We are currently living in the Anthropocene: the geological period when humans are thought to have the biggest impact on the climate and environment of Earth. Plastic waste from the 1970s still washes up on our shores completely intact; the plastics that do decompose simply fall apart into smaller particles. Scientists are not sure how long it will take for this detritus to dissolve—or whether it will ever fully decay.

“Plastic Utopia” is a photographic project on the impact of our consumption on the environment. My hope is that nature will be strong and flexible enough to persevere. The series is also a reflection on my own behavior—my photographic waste.

I worked with three artists—all from other disciplines—to investigate this environmental situation. We decided to go into the field and do research in a pseudo-scientific way. For example, we investigated a seemingly clean beach, a park, etc. I made “inventory” images of the detritus we found. That was the beginning of “Plastic Utopia.” After that, I started placing our findings back into nature and taking photos with the future in mind. After some time, I started to incorporate objects that might not yet be considered waste, like abandoned toys.

I knew I wanted flash to play an important role in highlighting and isolating certain parts of the frame, so I decided to shoot this project digitally. I also wanted the colors to be strong—almost like a commercial product shoot—so I relied on post-processing to shift the colors and give the images a more intense, futuristic feeling.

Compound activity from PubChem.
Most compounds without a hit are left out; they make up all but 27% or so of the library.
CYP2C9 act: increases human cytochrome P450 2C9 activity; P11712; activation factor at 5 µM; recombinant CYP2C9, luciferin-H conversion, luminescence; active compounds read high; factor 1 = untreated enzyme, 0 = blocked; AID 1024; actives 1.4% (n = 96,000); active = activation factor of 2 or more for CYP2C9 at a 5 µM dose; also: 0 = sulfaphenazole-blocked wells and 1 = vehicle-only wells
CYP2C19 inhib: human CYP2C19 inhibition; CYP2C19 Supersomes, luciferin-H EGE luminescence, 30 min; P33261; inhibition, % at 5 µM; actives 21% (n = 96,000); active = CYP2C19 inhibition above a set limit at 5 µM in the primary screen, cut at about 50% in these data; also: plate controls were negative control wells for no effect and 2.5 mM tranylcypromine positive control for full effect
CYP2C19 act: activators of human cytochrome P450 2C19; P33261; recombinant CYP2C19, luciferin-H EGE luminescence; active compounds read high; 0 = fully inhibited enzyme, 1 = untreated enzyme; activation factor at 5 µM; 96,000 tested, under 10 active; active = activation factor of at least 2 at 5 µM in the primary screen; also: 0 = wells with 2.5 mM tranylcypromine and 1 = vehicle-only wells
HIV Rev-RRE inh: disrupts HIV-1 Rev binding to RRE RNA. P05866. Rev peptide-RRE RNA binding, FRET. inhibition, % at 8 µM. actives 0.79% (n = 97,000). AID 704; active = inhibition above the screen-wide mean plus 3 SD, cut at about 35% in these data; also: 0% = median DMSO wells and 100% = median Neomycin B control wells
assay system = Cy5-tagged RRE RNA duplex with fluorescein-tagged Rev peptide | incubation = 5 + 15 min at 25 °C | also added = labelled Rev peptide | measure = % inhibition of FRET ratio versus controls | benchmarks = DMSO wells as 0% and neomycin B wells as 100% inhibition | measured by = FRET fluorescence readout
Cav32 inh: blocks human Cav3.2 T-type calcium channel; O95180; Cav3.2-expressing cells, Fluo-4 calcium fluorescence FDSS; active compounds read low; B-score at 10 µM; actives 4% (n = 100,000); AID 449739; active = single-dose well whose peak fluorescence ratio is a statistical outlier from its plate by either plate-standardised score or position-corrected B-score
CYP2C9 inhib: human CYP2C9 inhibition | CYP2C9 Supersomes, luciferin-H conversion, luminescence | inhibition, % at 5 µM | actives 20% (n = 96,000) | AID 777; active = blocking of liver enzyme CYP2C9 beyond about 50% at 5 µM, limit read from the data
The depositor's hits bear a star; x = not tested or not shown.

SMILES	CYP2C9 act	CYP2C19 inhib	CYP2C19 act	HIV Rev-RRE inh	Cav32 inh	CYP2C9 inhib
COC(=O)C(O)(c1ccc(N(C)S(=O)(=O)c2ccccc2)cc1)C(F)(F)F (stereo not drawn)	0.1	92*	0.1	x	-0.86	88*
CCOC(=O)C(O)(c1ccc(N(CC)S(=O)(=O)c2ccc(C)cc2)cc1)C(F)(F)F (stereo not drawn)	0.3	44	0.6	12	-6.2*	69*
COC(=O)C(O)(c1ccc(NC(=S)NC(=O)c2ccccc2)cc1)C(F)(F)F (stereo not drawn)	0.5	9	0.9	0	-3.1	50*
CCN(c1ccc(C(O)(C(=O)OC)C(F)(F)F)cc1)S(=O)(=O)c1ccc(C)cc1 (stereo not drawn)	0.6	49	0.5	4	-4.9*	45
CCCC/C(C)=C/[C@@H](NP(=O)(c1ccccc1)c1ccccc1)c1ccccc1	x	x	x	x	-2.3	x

I considered the aesthetics of this work very carefully. Some of my previous series had dark, almost muddy images. I felt that people were not looking at them. I had long discussions with fellow artists about this problem. I realized how often viewers disengage from work that is important but also ubiquitous—when you talk about politics, waste, or environmentalism, it is easy for people to disconnect because they are inundated with information on these topics.

In “Plastic Utopia,” I wanted people to see both the beauty of nature and the beauty of trash. I also want the audience to ask questions about my approach: am I making it too beautiful, too aesthetically pleasing? Perhaps I am, and yet perhaps this is a good way of forcing people to reflect on the subject.

—Henri Blommers

Editors’ Note: Henri Blommers is a member of the LensCulture Network, a recent initiative we launched with the idea of offering talented, accomplished photographers a place to showcase their work on a global stage while also giving them a place to share, learn and engage with one another. The LensCulture Network began with a small number of hand-picked members, and we are very excited to watch it grow and evolve.

If you enjoyed this article, you might also like one of these previous features: The (Once) Great Salt Lake, a series on a disappearing body of water in Iran; Scarecrows, images of contemporary sculptures that address humanity’s impact on the environment; and Portraits of Time, a series on ancient trees (some nearly 4,000 years old!) around the world.